Winnipeg Free Press - PRINT EDITION

Construction rolls on in city

Property firm, tech college on the grow

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Even though a new round of hand-wringing is about to commence over the fate of the Bay building at the gateway to downtown Winnipeg, the pace of construction and development in the city continues to be strong.

Among the projects that got underway last week was the $46-million, 100,000-square-foot Active Living Centre at the University of Manitoba, across the street from the Investors Group Field where the Winnipeg Blue Bombers will take to the field next summer.

Statistics Canada's latest building permit report showed construction activity throughout the province up to the end of August was up 33.5 per cent, with $1.55 billion worth of permits.

Non-residential work was much stronger than the housing side with a 64.9 per cent increase for the year to date over last year with $651.9 million worth of work permitted.

And although total permits were down 4.5 per cent in August compared to July, non-residential work was still up 14.5 per cent to $65.4 million, showing there is still plenty of pent-up demand on the commercial, institutional and industrial front.

Here are a few projects that are making news on the good and the bad side of that ledger:

 

Zellers downtown

Widely rumoured and not surprising, the Hudson's Bay Co. has officially announced the Zellers store in the basement of the downtown Portage Avenue Bay building will close March 14, 2013.

Tiffany Bourré, spokeswoman for the Hudson's Bay Company, could not have been more circumspect in the words she chose regarding the company's plans for the basement space or the building in general.

"When we announced the closure of the banner we did say we were looking at options for some locations which included potentially rebranding some of those locations," she said. "But we still have not determined which, if any, we would do that at."

The bottom line is that the company is not showing any of its cards regarding the future plans for the basement, or the entire building for that matter, if indeed it actually knows what those cards are.

"It (the downtown Bay building) is owned by HBC, it's not leased, so it's an interesting location and we are certainly looking at it. But in terms of the future it has not been determined what will happen with the space," she said.

As for the building itself, the decade-long discussion and hard deal-making continues.

"I know that there are talks going on about it," Bourré said. "But we have not determined anything yet."

Over at CentreVenture, the downtown development agency that has a tool box it can bring to the table to impact developments of certain downtown properties, the Bay building remains an active file.

But as for details, Ross McGowan, CentreVenture's CEO, was not prepared to say much more.

"It is an iconic building. We have a number or irons in the fire, including everything," McGowan said.

 

Globe General Agencies

Ten years ago, the Winnipeg apartment owner and property management firm moved out of its downtown offices into a small, out-of-the way office building tucked in at the foot of St. James Street with the Assiniboine River across the street.

It was a departure for the firm that owns and manages about 5,000 apartment suites in Winnipeg and another 1,000 in Edmonton, Saskatoon, Ottawa and Montreal. But according to Ron Penner, the company's vice-president of operations, the company has not looked back.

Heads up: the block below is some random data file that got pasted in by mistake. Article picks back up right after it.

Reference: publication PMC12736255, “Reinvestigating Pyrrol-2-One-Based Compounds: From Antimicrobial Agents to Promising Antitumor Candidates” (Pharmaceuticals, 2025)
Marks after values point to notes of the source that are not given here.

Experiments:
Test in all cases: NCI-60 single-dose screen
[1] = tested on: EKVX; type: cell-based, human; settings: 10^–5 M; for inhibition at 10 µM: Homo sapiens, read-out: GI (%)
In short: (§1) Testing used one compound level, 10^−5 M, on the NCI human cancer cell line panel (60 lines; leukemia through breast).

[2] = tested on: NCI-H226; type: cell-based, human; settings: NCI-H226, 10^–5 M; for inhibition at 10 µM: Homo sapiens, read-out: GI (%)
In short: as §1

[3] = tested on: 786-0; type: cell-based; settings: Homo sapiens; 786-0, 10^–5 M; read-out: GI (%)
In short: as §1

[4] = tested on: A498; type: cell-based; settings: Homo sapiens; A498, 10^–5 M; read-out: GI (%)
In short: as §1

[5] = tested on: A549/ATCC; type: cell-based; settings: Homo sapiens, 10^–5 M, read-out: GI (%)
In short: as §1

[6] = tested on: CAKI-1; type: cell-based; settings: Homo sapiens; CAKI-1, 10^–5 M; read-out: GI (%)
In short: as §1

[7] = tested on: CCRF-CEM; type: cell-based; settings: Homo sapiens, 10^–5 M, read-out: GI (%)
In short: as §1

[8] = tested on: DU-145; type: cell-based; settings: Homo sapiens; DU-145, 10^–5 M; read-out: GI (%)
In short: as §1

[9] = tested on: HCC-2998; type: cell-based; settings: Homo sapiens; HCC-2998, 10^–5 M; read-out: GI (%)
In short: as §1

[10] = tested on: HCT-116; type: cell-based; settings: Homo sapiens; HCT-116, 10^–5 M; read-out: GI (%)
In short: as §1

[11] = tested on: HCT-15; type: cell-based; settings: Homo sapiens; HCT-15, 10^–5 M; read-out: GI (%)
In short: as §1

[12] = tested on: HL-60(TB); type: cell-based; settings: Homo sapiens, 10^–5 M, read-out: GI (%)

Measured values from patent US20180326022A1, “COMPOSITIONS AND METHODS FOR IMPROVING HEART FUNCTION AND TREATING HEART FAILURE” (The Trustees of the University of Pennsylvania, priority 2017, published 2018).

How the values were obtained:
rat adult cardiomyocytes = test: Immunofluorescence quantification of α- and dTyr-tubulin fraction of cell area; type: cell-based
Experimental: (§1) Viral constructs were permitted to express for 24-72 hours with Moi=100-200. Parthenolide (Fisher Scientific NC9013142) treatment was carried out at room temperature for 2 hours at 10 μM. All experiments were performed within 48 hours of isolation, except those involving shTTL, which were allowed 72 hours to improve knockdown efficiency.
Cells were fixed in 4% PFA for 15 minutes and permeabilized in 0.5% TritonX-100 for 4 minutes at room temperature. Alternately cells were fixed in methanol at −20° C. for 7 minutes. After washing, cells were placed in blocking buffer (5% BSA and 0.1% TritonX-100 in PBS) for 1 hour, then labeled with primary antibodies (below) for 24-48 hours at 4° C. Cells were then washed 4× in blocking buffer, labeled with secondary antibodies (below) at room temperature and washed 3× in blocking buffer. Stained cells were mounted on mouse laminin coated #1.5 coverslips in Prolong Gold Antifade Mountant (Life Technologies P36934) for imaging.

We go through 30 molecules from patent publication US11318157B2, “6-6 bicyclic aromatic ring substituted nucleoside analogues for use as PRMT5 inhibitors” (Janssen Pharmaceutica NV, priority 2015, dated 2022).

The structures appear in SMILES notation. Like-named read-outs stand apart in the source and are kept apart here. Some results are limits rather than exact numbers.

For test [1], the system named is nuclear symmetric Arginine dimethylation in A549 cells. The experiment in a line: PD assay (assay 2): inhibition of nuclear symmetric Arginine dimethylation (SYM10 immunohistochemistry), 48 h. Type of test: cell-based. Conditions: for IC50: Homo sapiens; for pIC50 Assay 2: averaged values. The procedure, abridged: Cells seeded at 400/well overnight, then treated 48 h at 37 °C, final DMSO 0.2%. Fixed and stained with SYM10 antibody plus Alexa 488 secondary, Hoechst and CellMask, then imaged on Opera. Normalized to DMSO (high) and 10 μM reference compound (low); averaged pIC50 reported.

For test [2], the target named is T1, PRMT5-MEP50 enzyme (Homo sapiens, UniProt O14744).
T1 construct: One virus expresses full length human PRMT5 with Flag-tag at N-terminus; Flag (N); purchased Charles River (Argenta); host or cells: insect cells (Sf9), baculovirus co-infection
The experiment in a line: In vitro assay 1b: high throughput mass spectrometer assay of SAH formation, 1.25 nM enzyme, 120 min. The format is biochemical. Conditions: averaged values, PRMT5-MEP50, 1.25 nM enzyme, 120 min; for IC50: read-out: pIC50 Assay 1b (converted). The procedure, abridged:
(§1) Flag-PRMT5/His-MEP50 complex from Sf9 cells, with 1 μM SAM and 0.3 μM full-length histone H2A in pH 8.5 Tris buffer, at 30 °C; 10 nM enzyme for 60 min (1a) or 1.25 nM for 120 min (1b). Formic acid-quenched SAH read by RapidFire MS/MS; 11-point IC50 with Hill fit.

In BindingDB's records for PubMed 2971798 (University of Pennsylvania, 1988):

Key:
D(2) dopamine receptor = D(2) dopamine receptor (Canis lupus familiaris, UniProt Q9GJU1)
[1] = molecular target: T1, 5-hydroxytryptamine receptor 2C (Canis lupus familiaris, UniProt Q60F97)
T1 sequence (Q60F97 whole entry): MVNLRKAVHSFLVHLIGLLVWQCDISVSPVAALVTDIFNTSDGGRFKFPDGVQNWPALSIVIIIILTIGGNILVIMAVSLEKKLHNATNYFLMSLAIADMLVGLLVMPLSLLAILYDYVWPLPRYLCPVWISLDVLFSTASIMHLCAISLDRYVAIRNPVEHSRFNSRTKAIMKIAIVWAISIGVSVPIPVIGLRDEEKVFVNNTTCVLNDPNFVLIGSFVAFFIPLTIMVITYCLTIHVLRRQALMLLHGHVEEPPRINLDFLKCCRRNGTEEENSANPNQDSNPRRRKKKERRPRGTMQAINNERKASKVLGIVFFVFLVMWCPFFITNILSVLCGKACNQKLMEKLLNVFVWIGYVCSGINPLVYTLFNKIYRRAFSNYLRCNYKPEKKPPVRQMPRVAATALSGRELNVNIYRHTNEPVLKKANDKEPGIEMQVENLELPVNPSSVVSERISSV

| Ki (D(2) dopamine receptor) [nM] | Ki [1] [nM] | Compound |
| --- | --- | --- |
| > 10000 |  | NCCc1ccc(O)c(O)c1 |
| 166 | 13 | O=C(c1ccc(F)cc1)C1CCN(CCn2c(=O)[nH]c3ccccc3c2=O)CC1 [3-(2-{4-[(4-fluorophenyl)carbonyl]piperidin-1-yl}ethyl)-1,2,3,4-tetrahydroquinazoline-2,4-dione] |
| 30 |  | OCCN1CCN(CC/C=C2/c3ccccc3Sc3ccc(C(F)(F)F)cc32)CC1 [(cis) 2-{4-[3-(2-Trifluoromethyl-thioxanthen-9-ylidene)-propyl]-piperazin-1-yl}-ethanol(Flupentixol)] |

"We owned the land immediately north of our building and for many years we had a sign up saying we were willing to build to suit a tenant," Penner said.

But when it looked like it was outgrowing the 8,000-square-foot building, Penner said they realized they would have to move if they didn't do something for themselves.

And they did not want to leave their little enclave. So the company is in the process of building a $4-million, 12,000-square-foot expansion to its west Wolseley hideout.

"Our staff love it here," he said.

"It's such a great atmosphere."

 

Winnipeg Technical College

 

This week, the skills-based institution that provides technical education to post-secondary and secondary students officially moved into its new 50,000-square-foot space at 7 Fultz Blvd., across the street from the main campus on Henlow Bay, which also benefited from renovations to 25,000 square feet.

The $2-million renovation of the building that WTC will share with Firestone, which had previously been used as a warehouse, opens up all sorts of new opportunities for the college.

Most prominent will be a new partnership with the International Brotherhood of Electrical Workers Local 2085. In addition to all the classroom training for electrical apprentices, the new WTC facility will be headquarters for interim training and new code work for IBEW members.

The IBEW contributed $166,000 to the project.

martin.cash@freepress.mb.ca

Republished from the Winnipeg Free Press print edition October 15, 2012 B4

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About Martin Cash

Martin Cash joined the Free Press in 1987 as the paper’s business columnist.

He has spent two decades chronicling the city’s business affairs.

Martin won a citation of merit from the National Newspaper Awards in 2001 for his coverage of the strike and subsequent multi-million-dollar union settlement at the Versatile tractor plant. He has also received honours and awards for his work on agriculture and technology development in Manitoba.

Martin has written a coffee-table book about the commercial and industrial make-up of the city, called Winnipeg: A Prairie Portrait.

Martin Cash on Twitter: @martycash

martin.cash@freepress.mb.ca

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